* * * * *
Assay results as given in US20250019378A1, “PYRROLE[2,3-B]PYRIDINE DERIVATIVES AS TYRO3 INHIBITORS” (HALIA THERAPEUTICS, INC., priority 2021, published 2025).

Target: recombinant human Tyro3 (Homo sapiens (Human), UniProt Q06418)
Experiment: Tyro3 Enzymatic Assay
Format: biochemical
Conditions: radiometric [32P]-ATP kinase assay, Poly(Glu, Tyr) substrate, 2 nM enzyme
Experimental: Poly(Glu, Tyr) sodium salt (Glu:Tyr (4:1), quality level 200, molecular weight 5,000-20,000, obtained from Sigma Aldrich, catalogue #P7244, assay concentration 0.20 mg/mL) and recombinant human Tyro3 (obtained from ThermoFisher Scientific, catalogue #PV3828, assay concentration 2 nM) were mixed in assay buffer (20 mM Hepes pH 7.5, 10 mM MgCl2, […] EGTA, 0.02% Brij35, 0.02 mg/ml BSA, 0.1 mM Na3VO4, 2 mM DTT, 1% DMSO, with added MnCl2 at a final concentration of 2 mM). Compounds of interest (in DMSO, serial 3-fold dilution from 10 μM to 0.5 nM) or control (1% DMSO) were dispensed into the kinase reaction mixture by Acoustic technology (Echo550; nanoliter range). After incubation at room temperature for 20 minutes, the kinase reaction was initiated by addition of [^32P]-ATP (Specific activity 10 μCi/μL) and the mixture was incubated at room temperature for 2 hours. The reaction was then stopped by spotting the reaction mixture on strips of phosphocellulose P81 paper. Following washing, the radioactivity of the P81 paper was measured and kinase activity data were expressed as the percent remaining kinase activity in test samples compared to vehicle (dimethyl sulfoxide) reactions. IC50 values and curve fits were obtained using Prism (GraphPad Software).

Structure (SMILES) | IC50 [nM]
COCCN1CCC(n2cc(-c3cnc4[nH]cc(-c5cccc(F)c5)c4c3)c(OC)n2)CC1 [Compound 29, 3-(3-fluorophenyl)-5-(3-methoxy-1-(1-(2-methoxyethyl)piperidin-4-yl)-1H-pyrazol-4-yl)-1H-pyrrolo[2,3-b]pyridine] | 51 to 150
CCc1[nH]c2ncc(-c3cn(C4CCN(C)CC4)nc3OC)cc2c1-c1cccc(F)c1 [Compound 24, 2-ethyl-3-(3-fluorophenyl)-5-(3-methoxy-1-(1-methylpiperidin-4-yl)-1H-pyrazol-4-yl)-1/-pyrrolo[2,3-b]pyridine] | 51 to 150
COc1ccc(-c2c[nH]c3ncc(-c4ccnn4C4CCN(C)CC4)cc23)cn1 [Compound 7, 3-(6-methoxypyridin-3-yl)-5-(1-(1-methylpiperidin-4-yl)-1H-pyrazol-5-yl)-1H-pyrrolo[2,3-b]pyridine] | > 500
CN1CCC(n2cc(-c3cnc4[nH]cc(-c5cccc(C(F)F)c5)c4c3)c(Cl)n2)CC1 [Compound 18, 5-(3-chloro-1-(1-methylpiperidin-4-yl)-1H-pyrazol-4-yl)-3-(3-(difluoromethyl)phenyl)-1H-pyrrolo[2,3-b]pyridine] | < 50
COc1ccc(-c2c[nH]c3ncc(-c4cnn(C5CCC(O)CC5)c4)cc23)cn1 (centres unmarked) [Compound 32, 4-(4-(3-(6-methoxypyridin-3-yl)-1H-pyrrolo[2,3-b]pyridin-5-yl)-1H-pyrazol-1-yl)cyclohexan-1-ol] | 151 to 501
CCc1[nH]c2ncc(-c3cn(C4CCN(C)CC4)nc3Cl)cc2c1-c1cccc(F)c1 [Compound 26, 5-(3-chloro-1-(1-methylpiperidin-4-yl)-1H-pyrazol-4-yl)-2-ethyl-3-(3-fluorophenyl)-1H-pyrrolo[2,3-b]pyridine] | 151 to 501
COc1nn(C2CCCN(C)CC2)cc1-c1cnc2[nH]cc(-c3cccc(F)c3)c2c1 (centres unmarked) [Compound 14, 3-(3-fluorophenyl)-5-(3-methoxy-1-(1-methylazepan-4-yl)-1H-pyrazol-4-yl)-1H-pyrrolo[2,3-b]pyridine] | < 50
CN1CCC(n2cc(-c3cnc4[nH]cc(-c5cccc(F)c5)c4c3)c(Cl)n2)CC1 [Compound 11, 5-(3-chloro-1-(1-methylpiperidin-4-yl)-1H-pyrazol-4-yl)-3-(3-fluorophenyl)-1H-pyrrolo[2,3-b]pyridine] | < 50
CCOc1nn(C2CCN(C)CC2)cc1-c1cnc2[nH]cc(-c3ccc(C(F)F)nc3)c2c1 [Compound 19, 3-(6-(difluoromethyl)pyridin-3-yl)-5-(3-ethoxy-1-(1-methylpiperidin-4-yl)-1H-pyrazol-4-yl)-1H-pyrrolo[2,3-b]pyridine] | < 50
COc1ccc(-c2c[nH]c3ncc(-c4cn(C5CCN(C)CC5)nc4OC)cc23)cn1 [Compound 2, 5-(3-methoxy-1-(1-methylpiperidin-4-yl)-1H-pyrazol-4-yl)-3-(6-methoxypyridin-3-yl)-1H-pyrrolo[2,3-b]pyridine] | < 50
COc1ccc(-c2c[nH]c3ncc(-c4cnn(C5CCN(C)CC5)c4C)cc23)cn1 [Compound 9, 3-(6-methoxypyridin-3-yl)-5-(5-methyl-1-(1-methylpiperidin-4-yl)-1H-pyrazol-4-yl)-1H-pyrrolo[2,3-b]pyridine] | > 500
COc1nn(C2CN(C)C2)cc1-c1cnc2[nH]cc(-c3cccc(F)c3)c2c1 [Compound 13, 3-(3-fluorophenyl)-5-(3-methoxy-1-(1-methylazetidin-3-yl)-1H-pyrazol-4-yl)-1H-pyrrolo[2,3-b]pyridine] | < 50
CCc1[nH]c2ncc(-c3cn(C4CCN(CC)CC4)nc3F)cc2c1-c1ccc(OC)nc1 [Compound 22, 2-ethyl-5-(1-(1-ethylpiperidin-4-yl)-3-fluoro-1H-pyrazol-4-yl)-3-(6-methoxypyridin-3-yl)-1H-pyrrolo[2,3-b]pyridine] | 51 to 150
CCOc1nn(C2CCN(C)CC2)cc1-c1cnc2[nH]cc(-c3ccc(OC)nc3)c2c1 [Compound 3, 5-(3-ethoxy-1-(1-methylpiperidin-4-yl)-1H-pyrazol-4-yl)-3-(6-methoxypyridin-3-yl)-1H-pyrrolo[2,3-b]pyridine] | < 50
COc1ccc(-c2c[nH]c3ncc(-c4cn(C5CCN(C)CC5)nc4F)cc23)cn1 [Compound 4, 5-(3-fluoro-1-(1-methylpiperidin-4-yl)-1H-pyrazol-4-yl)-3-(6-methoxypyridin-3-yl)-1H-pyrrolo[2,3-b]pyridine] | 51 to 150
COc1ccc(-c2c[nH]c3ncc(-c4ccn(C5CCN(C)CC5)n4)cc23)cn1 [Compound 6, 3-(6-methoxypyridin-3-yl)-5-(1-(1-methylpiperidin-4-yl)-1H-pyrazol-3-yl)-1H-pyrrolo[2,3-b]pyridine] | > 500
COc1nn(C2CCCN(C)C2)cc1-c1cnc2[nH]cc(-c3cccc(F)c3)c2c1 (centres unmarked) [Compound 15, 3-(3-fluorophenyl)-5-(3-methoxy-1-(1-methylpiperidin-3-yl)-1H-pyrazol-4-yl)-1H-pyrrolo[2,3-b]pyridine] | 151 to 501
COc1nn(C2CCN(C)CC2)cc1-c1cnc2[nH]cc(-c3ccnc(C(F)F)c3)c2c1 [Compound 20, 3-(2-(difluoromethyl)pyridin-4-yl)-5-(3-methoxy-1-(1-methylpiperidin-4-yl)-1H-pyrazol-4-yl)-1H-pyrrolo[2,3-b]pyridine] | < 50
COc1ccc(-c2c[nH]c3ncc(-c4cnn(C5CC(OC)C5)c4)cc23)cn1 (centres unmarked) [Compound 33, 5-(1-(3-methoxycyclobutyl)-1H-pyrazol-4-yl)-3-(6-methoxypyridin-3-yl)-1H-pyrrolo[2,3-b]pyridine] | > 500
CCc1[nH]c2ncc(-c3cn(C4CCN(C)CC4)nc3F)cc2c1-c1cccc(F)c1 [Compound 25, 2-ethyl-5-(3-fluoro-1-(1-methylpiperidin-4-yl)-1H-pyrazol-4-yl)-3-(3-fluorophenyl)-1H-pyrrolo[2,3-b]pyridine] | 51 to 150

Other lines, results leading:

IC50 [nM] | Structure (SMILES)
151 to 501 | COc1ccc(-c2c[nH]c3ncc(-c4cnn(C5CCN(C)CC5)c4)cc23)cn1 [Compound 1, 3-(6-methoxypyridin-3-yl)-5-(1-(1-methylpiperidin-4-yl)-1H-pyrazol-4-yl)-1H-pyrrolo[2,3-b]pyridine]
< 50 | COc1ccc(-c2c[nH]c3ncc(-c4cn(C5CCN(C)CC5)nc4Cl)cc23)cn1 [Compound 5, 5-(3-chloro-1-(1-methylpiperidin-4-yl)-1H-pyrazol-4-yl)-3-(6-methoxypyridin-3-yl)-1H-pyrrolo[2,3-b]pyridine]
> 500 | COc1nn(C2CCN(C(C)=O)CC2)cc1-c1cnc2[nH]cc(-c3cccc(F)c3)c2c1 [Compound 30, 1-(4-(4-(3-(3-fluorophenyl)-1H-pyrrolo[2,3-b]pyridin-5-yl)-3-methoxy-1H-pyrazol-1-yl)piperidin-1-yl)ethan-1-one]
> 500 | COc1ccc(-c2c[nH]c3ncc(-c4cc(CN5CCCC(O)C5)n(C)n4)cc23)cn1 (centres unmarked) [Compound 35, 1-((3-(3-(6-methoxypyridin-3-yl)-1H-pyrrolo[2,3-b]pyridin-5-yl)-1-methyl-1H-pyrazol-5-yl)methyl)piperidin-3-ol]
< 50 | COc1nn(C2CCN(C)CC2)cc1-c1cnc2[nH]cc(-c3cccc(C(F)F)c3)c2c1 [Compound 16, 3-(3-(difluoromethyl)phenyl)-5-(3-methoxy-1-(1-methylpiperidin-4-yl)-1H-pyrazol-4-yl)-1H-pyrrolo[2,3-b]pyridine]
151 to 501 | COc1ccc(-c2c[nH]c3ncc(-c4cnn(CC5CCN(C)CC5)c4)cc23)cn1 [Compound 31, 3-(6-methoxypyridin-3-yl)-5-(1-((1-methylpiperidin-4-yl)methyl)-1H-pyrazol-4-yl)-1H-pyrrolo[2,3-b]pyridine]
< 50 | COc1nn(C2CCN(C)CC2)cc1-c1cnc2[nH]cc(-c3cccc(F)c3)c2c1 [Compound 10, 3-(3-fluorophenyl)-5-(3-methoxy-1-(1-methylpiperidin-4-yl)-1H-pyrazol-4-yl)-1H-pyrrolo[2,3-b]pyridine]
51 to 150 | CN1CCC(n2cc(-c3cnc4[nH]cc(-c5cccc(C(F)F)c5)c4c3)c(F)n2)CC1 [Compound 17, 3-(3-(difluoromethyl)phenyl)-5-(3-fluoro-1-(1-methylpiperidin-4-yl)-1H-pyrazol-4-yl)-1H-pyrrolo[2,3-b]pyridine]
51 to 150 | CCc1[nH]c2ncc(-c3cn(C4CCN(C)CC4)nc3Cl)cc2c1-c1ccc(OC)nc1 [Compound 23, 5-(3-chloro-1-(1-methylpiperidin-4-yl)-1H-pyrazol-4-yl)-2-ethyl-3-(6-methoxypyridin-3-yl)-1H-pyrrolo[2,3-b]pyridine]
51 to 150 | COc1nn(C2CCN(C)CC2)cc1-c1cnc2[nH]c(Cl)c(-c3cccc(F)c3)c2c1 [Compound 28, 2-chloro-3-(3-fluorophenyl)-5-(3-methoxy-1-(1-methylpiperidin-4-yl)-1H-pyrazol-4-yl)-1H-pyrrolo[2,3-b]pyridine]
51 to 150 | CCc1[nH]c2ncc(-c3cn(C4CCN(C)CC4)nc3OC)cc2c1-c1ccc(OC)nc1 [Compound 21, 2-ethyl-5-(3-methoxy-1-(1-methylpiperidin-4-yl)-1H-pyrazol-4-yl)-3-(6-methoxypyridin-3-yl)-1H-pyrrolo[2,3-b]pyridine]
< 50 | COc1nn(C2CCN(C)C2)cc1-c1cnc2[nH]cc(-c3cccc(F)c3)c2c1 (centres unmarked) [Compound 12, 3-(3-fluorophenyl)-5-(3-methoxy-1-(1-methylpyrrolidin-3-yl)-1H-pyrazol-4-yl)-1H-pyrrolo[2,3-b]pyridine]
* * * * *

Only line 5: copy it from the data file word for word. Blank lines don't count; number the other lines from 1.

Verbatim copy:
Conditions: radiometric [32P]-ATP kinase assay, Poly(Glu, Tyr) substrate, 2 nM enzyme